from The Century Dictionary.
- noun In Australia, Leptocephalus labiatus, Leptocephalus conger L., and Gonorhynchus Gronow.
- noun The sea-eel, Conger vulgaris or Leptocephalus conger, a large voracious species of eel, sometimes growing to the length of 10 feet and weighing 100 pounds.
- noun In California, Sidera mordax, an eel of the family Muræidæ, related to the common moray of England. Also called
- noun Along the Atlantic coast of the United States, Zoarces anguillaris, a fish of the family Zoarcidæ or Lycodidæ. Also called congo, lamper-eel, ling, and mutton-fish.
Sorry, no etymologies found.
Lists of accusations include avoiding eating squid, octopus, eel and conger-eel as well as rabbit, hare or wild boar.
Drawling-master was an old conger-eel, that used to come once a week: he taught us Drawling, Stretching, and Fainting in
The grey mullet is often found alive with its tail lopped off, and the conger with all that part of its body removed that lies to the rear of the vent; in the case of the mullet the injury is wrought by the basse, in that of the conger-eel by the muraena.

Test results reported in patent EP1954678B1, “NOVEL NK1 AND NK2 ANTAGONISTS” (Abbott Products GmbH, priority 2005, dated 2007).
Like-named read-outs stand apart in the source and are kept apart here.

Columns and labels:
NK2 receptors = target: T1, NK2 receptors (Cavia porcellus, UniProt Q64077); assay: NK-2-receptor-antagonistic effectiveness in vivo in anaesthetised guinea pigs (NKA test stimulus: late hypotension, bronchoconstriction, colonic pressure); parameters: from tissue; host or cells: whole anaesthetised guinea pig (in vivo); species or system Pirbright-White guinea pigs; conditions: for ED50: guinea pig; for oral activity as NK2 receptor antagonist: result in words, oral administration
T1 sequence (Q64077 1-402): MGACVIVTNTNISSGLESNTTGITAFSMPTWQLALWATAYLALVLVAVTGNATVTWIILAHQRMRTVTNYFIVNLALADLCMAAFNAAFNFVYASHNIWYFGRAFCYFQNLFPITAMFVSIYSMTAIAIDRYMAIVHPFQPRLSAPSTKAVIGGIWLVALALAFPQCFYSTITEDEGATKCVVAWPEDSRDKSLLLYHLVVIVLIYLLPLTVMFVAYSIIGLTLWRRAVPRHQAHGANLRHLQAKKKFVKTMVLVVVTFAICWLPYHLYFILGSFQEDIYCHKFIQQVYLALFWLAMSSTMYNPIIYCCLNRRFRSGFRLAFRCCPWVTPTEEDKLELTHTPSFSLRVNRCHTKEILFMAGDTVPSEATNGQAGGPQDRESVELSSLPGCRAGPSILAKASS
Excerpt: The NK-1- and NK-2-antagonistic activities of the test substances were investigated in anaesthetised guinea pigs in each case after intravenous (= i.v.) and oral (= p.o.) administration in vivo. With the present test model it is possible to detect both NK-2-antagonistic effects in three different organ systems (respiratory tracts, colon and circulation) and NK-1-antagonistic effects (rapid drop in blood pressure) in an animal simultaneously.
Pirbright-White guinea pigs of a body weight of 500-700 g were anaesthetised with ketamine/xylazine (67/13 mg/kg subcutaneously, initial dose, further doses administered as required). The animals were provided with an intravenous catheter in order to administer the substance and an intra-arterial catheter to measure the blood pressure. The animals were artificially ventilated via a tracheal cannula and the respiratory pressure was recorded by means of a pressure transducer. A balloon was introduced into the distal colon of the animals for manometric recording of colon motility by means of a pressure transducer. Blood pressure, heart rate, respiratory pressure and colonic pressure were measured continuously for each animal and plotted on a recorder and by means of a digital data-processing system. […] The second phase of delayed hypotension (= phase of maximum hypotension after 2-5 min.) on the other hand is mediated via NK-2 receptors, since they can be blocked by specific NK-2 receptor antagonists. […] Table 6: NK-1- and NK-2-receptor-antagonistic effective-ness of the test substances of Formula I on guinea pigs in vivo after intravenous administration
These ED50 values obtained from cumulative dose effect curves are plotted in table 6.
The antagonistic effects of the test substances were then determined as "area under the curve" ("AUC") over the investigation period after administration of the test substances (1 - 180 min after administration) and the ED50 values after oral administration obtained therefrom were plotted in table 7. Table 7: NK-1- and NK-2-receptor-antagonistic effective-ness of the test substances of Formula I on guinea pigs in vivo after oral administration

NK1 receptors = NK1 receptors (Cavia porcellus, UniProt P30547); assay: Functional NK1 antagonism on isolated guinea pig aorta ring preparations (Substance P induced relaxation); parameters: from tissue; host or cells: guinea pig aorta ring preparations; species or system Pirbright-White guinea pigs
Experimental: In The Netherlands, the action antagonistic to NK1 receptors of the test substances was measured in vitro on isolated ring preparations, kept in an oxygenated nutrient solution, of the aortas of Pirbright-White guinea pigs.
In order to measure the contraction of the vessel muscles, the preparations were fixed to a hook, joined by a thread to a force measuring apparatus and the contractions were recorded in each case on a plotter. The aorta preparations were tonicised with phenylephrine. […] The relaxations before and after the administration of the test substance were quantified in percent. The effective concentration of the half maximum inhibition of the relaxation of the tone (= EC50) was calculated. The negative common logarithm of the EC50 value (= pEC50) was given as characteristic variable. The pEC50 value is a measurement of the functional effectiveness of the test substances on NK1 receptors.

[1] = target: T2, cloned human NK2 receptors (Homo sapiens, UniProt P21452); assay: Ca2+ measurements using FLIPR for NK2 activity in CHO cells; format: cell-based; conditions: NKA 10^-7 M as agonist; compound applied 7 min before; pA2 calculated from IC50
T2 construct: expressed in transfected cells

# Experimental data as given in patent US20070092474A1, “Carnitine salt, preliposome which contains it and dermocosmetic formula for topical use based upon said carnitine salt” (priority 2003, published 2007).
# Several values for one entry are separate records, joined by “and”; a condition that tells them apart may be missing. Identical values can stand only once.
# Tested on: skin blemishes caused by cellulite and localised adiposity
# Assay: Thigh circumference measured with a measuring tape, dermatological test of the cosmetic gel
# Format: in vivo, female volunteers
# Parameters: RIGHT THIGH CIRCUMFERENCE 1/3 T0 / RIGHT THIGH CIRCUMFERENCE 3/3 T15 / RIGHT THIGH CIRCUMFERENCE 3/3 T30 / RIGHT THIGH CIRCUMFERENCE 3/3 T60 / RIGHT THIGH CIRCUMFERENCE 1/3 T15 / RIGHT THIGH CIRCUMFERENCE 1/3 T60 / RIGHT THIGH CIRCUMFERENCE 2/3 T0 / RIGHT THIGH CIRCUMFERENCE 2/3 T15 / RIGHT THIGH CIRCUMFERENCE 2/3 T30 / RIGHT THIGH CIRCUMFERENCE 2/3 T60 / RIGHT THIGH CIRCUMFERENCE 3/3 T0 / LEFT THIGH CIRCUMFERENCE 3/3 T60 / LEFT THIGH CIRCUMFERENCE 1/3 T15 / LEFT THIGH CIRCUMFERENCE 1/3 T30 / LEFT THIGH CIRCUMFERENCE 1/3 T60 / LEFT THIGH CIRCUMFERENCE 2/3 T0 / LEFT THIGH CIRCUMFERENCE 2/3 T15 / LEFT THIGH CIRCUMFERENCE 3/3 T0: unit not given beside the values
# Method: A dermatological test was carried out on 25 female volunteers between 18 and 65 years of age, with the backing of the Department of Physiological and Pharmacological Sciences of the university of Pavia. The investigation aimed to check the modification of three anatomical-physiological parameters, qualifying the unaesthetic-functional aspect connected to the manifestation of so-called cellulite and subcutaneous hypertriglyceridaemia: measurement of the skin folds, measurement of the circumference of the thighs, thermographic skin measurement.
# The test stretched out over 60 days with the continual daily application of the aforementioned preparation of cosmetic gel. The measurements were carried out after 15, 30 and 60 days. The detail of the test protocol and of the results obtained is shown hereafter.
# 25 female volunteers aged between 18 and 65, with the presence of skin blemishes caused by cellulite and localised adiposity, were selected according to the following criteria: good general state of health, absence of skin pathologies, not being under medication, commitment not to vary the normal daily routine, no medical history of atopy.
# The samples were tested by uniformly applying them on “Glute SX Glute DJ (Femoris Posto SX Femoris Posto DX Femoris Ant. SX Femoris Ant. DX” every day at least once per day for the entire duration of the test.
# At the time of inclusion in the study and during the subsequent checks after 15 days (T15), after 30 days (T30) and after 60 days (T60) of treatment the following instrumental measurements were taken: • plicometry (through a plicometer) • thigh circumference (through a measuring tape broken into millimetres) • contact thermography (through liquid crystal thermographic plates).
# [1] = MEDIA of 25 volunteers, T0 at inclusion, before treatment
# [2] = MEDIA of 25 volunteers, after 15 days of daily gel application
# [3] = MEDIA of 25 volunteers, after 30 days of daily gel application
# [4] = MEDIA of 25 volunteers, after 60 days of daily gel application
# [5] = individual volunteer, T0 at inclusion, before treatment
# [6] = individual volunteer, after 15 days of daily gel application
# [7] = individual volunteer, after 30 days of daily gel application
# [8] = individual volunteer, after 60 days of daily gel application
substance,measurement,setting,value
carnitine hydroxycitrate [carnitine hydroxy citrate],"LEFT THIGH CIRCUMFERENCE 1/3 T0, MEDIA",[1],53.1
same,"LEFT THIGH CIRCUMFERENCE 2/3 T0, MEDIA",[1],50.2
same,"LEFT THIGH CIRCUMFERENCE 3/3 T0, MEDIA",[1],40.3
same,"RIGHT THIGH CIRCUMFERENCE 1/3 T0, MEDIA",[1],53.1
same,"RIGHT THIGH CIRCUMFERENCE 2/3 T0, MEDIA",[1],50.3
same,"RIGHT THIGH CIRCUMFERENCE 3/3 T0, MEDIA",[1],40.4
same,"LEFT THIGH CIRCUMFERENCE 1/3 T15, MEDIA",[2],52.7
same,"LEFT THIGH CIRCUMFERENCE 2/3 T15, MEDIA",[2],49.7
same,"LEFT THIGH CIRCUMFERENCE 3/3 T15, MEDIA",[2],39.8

The conger-eel, however, devours the octopus, for owing to the slipperiness of its antagonist the octopus can make nothing of it.
The crawfish can master the conger-eel, for owing to the rough spines of the crawfish the eel cannot slip away and elude its hold.
On Monday last Mr. Silas Pargeter, an old resident, caught a fine conger-eel, weighing fifty-six pounds, which he has presented to the
A single conger-eel may produce fifteen million eggs in a single season, and if this natural rate of increase were unchecked, the ocean would be filled solid with conger-eels in a few years.
She flounders like a huge conger-eel in an ocean of dingy morality
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` Well, there was Mystery, 'the Mock Turtle replied, counting off the subjects on his flappers, ` -- Mystery, ancient and modern, with Seaography: then Drawling -- the Drawling-master was an old conger-eel, that used to come once a week: HE taught us Drawling, Stretching, and Fainting in Coils.'
The conger-eel lays fifteen million eggs, and if they all grew up, and reproduced themselves on the same scale, in two years the whole sea would become a wriggling mass of fish.